November 17 Energy News

November 17, 2015

World:

¶ The task of electrifying Sarawak is no mean feat. Hampered by a lack of infrastructure, Malaysia’s largest state by land mass remains without constant supply of power in rural areas with a reported 33% of the state remaining off the grid. Now, one village will have a solar microgrid, the first of its kind in the state. [The Malaysian Insider]

Solar panels being installed in Sarawak. Malaysian Insider pic by Renai Mattu.

Solar panels being installed in Sarawak. Malaysian Insider pic by Renai Mattu.

¶ New fast-charging lithium-in batteries were recently unveiled by workers from Watt Lab, an arm of the Central Research Institute at Huawei Technology Corporation, at the recent 56th Battery Symposium in Japan. The newly unveiled batteries reportedly charge ~10 times faster than conventional lithium-ion batteries do. [CleanTechnica]

¶ Indian solar could scale up substantially to be a significant energy source by 2025, with the market penetration of solar power expected to be 5.7% (54 GW) by 2020 and 12.5% (166 GW) by 2025. Solar power prices are expected to be approximately 10% lower than coal power prices by 2020, and rooftop solar is already competitive. [Indiainfoline]

¶ Despite the general public impression of Russia as being relatively opposed to renewable energy and electric vehicles, the city of Moscow will actually be getting a fleet of electric buses in 2016, according to the head of the Department of Transportation and Development of road transport infrastructure, and the deputy mayor. [CleanTechnica]

Russian electric bus

Russian electric bus

¶ A record $391 billion flowed into low carbon and climate-resilient growth in 2014, according to a report released today by Climate Policy Initiative. The fresh figures come just two weeks before the COP21 climate talks begin in Paris, where finance is expected to play a pivotal role in scoring a robust global deal for a safe climate. [The Climate Group]

¶ The C20 Sustainability Working Group is asking the G20 to stop fossil fuel subsidies. The G20 promised to phase them out in 2009, but they still pump $452 billion annually into exploration for and production of fossil fuels, according to a report from the Overseas Development Institute released last week. [Blue & Green Tomorrow]

US:

¶ French renewable energy producer Akuo Energy has wrapped up the development stage for a 30-MW first phase of its 300-MW Sterling wind power project in Tatum, New Mexico, and plans to start construction in 2016. Akuo Energy USA has secured all the key elements to develop the 30-MW first phase. [SeeNews Renewables]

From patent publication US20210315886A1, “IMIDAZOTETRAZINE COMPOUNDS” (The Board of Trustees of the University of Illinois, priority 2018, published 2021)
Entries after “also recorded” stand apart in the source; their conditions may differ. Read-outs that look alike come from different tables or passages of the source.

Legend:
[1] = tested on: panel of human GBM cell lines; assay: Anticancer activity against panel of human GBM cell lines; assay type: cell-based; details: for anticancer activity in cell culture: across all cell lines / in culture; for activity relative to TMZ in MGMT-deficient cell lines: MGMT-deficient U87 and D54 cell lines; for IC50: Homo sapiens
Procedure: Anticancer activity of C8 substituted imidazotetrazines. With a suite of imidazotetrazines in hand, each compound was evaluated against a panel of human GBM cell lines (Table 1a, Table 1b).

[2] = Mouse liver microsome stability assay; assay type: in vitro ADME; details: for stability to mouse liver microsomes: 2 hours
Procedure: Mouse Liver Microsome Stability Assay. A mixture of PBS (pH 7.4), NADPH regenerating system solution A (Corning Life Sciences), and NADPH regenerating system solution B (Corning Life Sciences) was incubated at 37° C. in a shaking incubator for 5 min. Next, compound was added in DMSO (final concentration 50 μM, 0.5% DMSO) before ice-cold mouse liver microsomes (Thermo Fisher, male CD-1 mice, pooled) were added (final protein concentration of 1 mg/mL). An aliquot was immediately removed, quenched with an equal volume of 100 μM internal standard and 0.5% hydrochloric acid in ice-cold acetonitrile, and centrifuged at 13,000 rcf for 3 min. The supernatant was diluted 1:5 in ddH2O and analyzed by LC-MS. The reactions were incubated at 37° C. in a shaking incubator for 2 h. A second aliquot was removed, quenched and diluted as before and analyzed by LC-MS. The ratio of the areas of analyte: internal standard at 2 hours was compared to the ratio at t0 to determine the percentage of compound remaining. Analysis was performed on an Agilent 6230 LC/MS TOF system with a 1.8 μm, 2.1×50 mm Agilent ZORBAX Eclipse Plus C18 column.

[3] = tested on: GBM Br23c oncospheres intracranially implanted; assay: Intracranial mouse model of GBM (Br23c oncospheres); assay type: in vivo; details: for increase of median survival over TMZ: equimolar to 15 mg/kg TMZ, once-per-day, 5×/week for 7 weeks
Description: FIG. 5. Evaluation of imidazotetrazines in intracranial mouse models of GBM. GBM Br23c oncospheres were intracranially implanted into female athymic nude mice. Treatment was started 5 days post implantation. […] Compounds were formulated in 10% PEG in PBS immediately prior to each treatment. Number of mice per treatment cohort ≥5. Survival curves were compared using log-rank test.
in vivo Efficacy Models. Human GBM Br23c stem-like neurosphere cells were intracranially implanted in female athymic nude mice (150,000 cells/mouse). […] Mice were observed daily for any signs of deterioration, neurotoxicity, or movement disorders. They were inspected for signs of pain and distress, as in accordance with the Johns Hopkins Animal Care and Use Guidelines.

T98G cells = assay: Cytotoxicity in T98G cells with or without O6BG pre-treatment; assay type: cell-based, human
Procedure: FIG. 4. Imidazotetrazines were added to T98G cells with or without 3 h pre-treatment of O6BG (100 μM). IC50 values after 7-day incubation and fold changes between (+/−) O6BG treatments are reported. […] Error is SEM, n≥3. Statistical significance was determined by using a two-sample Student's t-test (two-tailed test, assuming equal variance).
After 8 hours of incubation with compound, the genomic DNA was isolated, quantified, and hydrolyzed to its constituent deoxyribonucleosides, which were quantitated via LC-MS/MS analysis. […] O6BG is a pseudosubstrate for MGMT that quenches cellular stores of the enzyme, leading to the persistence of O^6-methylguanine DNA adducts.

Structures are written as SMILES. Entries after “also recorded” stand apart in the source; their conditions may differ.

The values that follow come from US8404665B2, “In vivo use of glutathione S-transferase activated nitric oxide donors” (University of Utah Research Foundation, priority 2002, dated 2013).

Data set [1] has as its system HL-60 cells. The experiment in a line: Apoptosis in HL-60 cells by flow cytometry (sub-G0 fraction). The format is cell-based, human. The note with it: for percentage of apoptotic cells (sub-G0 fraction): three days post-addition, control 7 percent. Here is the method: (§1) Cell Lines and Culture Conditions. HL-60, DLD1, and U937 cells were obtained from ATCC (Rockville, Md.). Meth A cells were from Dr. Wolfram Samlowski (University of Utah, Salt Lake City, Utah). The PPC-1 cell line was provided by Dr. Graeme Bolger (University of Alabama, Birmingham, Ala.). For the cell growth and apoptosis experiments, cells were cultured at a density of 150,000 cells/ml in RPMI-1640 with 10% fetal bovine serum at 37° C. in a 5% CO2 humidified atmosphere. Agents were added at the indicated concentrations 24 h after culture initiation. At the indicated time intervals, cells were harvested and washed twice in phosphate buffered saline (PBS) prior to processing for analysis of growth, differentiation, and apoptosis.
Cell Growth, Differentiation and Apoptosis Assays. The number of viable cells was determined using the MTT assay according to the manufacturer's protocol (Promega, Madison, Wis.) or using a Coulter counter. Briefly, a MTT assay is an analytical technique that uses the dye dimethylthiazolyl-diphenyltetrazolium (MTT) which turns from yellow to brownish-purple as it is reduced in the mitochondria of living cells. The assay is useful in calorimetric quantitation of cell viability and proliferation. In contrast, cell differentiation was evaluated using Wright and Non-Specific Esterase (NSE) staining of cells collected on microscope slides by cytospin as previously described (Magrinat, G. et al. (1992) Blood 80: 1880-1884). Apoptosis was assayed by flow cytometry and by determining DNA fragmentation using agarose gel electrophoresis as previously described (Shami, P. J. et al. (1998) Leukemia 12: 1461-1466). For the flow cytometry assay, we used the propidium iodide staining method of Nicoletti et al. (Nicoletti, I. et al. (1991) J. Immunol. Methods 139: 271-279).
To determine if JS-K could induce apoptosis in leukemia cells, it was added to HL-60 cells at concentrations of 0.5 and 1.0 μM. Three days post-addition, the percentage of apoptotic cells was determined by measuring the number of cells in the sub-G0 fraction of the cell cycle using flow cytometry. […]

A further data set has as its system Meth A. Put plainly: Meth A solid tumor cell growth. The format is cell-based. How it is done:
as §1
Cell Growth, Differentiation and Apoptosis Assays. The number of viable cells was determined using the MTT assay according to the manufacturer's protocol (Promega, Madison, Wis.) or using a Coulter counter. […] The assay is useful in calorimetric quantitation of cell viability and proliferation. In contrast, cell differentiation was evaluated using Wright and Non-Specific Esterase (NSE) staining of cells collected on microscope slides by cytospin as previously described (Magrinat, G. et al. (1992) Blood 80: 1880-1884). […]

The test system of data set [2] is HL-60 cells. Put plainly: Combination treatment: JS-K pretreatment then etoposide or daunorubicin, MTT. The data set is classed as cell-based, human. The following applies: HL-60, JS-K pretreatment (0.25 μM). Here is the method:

Wind park in the US. Author: CGP Grey. License: Creative Commons, Attribution 2.0 Generic.

Wind park in the US. Author: CGP Grey. License: Creative Commons, Attribution 2.0 Generic.

¶ Changes to solar net metering policies are being studied or have been enacted in over half of the states, the North Carolina Clean Energy Technology Center’s latest “50 States of Solar” report says. The NC Clean Energy Technology Center is administered by the College of Engineering at North Carolina State University. [CleanTechnica]

¶ The city of Lebanon, Tennessee, has broken ground for a new waste-to-energy gasification plant at the city’s waste water treatment facility that will be capable of processing 64 tons per day of sewer sludge, used tires and industrial wood waste. The facility is being designed and built by PHG Energy. [Renewable Energy from Waste]

¶ Tesla Motors CTO JB Straubel told engineering students at the University of Nevada that the gigafactory is designed to be a net-zero building with zero carbon emissions. What’s makes this statement more special is that this building will reportedly be one of the largest manmade structures on Earth when it is completed. [ValueWalk]

Tesla Gigafactory under construction. 

Tesla Gigafactory under construction.

¶ Under current Wisconsin law, state regulators can’t grant permission for a new nuclear power plant unless a federal storage facility for the waste from nuclear plants across the country exists and the plant wouldn’t burden state ratepayers. Now, a Republican legislator is renewing a push to lift the state’s moratorium. [seattlepi.com]

¶ Clean Line Energy will focus again on persuading Missouri’s utility regulators to approve the $2 billion, 780-mile Grain Belt Express transmission line that would carry wind-generated electricity from Kansas through Missouri and Illinois to Indiana. Missouri landowners are the only remaining group in the way. [Columbia Daily Tribune]

¶ Halfway into the University of Iowa’s 10-year sustainability initiative, officials say it has reached its progress target and remains on track to achieve 40% renewable energy consumption by 2020. Part of the success comes from the growing use of giant miscanthus grass. [The Gazette: Eastern Iowa Breaking News and Headlines]

The University of Iowa and Iowa State University are partnering to grow giant Miscanthus. (Jim Slosiarek/The Gazette)

The University of Iowa and Iowa State University are partnering to grow giant Miscanthus. (Jim Slosiarek/The Gazette)

¶ News of yet more microgrid activity in Pennsylvania came today with the announcement of an urban microgrid planned by Duquesne Light and the University of Pittsburgh. Their project will be to design and install the urban microgrid at its Woods Run Facility, a six-building campus in Pittsburgh’s North Shore. [Microgrid Knowledge]

¶ Deepwater Wind and GE are establishing a new temporary facility at the Port of Providence for the assembly of turbine components for the Block Island wind farm. GE, which recently joined forces with Alstom’s offshore wind unit, is supplying the 6-MW Haliade 150 offshore turbines for the Block Island wind farm. [reNews]

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